(3) Consumers are asked to rank 5 brands of cookies. The rankings can be treated as permutations of 5 objects, leading to a function on the group S5. For data that is represented as permutations there is a wealth of statistical problems that can be addressed with representation theory.
For this project students will study the monograph Group Representations in Probability and Statistics by Persi Diaconis. The author ran away from home at 14 to join the circus and become a magician. He eventually wound up at Harvard graduate school in mathematics. Diaconis received the prestigious MacArthur Fellowship after establishing rigorous results that it takes about seven riffle shuffles to mix up a deck of cards. This comps project requires Probability and Abstract Algebra I.
Written by: Jeremiah Chung and Heung Jin Kwon
Advisor: Bob Dobrow
Bayesian inference methods offer an alternative approach to the classical, or “frequentist”, methods for data analysis that are covered in any introductory statistics course (e.g. Math 215, or even Math 245 and 275). Both approaches start with a model for your data that depends on some unknown parameters, but from here things diverge. The Bayesian approach treats all unknown parameters as random variables which are modeled with a prior distribution. This prior is then updated (using Bayes Theorem) by conditioning on the data that you observed. Inference for unknown parameters is based on this updated distribution. In the last 10-15 years Bayesian methods have gained in popularity mainly due to an increase in computing power (they rely heavily on computers for estimation and prediction) and because of their usefulness in situations where classical inference methods are cumbersome or impossible (such as problems with few observations and lots of unknowns).
This project will begin with directed reading on Bayesian inference. Once a good foundation for Bayesian data analysis is established, we will focus on modeling spatial data and explore Bayesian models used to describe spatial dependence. We will apply these methods to air pollution data collected by the MN Pollution Control Agency and hopefully construct a sensible model to explain how local ozone levels depend on other air pollutant levels and on weather conditions such as temperature and wind speed. If time permits we may also investigate spatiotemporal models which describe dependence through time and space.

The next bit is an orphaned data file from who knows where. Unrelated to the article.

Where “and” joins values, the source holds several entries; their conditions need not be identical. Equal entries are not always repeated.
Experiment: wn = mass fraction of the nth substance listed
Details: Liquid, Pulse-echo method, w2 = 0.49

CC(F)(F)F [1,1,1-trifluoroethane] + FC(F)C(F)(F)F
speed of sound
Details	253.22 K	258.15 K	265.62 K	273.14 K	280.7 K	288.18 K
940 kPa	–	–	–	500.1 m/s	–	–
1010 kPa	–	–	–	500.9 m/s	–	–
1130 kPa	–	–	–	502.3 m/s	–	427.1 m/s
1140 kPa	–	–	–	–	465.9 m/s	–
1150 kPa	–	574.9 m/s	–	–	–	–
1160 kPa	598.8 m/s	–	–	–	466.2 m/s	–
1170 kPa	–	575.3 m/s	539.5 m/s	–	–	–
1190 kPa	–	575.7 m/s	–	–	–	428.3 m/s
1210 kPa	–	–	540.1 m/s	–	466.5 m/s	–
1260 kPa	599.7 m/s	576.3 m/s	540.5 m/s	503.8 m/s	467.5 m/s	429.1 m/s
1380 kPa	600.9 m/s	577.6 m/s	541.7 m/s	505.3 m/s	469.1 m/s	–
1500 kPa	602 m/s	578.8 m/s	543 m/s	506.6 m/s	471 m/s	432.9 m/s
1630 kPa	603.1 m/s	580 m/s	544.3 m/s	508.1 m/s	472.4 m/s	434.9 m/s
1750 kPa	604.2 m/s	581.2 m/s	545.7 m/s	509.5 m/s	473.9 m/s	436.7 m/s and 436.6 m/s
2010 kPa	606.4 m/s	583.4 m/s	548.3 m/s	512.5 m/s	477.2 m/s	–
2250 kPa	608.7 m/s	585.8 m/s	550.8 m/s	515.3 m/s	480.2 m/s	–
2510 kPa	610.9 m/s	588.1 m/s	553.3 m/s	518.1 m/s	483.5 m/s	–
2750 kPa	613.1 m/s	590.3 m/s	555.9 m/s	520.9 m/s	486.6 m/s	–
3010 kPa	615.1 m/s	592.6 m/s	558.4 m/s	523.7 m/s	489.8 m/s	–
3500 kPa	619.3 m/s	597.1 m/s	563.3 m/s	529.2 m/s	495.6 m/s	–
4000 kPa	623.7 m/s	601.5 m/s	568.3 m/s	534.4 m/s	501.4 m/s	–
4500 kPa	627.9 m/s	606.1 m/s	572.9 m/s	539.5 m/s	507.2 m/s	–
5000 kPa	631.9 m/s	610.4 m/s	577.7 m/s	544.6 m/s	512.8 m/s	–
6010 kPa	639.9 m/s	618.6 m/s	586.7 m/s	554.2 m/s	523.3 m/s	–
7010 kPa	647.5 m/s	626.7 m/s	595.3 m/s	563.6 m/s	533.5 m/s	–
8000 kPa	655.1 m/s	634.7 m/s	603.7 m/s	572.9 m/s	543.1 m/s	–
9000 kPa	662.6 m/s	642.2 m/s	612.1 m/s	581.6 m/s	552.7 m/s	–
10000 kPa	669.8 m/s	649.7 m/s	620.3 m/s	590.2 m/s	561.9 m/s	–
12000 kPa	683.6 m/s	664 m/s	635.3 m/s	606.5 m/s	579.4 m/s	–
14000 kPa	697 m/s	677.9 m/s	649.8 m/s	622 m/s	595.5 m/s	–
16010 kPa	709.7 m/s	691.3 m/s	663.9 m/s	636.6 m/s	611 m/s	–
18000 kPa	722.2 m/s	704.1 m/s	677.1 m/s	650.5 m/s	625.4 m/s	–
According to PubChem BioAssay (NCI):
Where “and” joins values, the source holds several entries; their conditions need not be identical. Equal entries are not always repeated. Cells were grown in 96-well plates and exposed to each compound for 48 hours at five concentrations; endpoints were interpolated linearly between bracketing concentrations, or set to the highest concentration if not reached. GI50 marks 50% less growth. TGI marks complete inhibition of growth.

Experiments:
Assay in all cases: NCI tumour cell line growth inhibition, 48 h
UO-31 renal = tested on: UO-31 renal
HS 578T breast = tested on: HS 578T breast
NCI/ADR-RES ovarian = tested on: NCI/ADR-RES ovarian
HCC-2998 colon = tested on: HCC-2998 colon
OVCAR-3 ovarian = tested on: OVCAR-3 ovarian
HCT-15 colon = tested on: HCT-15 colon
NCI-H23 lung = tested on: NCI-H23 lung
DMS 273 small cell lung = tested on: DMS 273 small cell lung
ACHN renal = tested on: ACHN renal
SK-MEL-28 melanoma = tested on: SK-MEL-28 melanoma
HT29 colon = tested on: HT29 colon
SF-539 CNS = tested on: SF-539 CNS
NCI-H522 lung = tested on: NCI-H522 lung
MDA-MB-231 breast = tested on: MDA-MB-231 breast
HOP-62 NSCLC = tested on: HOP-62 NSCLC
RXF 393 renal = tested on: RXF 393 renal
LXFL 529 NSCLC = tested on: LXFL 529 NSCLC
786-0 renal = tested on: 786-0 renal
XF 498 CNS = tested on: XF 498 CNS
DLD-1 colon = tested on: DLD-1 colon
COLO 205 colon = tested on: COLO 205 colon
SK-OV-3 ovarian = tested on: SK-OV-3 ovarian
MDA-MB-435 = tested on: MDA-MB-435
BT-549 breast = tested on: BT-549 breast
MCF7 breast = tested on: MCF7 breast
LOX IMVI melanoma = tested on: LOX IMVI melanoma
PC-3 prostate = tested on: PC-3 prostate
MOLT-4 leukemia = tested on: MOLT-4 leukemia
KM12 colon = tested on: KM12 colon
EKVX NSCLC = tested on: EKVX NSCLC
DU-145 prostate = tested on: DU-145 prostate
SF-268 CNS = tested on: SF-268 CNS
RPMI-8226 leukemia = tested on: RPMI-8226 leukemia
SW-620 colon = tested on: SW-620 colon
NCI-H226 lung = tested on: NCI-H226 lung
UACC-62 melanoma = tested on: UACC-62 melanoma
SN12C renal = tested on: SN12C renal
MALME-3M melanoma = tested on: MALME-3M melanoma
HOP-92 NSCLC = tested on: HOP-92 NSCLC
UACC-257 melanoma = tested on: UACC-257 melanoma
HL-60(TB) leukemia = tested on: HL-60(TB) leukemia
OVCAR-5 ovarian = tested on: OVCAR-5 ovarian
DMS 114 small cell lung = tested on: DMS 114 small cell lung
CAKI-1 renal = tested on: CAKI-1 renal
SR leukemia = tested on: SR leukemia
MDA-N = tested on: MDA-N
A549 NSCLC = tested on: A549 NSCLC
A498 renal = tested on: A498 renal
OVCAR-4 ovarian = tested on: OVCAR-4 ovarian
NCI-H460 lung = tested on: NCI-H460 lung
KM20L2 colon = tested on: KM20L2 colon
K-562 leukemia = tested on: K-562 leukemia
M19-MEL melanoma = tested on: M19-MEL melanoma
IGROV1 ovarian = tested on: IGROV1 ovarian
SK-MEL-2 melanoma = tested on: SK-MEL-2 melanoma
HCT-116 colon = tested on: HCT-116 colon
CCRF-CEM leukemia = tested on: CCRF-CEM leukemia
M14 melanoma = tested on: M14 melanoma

Group members are strongly encouraged to take Math 265 (Probability) and to have some familiarity with the command line side S-plus or R (although this is not required).
Written by: Bassirou Sarr, Christina Knudson, and Edward Kuhn
Advisor: Katie St. Clair
This is an opportunity for one or two (preferably two) people to delve deeply into material that uses functions of a complex variable to investigate and solve problems in number theory, and to get substantial (weekly) experience in presenting that material at the blackboard. Prerequisites are functions of a complex variable and at least one of number theory and abstract algebra I. Other courses that may prove relevant include the recent algebraic geometry seminar and abstract algebra II. One or more specific topics will be chosen, according to the participants’ background and interests, from possibilities ranging from elliptic functions and modular forms to Dirichlet’s theorem on primes in an arithmetic progression (which says that if a and b are any two positive integers with gcd(a,b) = 1, then the sequence a, a+b, a+2b, a+3b, … contains infinitely many primes).
Written by: Ryan Smith and Yuan Tian
Advisor: Mark Krusemeyer
As an example of the sort of problem we might consider, suppose we write down the numbers 1 through n in order and then provide them with signs. For instance, if n = 7, we might end up with
1 + 2 – 3 – 4 + 5 + 6 – 7 (= 0) or
1 – 2 + 3 – 4 + 5 + 6 – 7 (= 2) .
In general, if Z(n) is the number of ways that we can get such an expression that equals 0 and W(n) is the number of ways that we can get 2 , it seems that for small values of n , Z(n) and W(n) are really close together. Now one way of showing that two finite sets are the same size is to come up with a bijection (1-1 correspondence) between them. Can we find something like a bijection between the set counted by Z(n) and the set counted by W(n) ?
Ever since Franklin found a beautiful “bijective proof” of Euler’s pentagonal number theorem in the 1880’s, and more especially in recent years, many such proofs have been found, but there should be some more out there! There is no mandatory prerequisite for this project, but some knowledge of combinatorics (in particular, generating functions) is desirable, and programming experience (so we can get experimental data) should also be helpful.
Written by: David Lonoff and Daniel McDonald
Advisor: Mark Krusemeyer
As the real numbers relate to the complex numbers, and the complex numbers relate to the quaternions, so do the quaternions relate to the octonions. The octonions have some moral failings (e.g. nonassociativity) but also many surprising and beautiful properties. They seem to be intimately connected to physics — both relativity and quantum mechanics — in ways not yet fully understood.
Practically, the participants in this project would work through basic material on octonions (I have an excellent introductory text in mind) and then pursue a particular aspect or application in more depth. Students interested in this project need to have taken Algebra I (Math 342), and while they are not required, any of Algebra II, Advanced Linear Algebra, Complex Analysis, or Differential Geometry will also be useful. Curiosity about theoretical physics would help; knowledge of physics is NOT necessary.
Written by: Kyle Drake, Michael Feinberg, David Guild, amd Emma Turetsky
Advisor: Josh Davis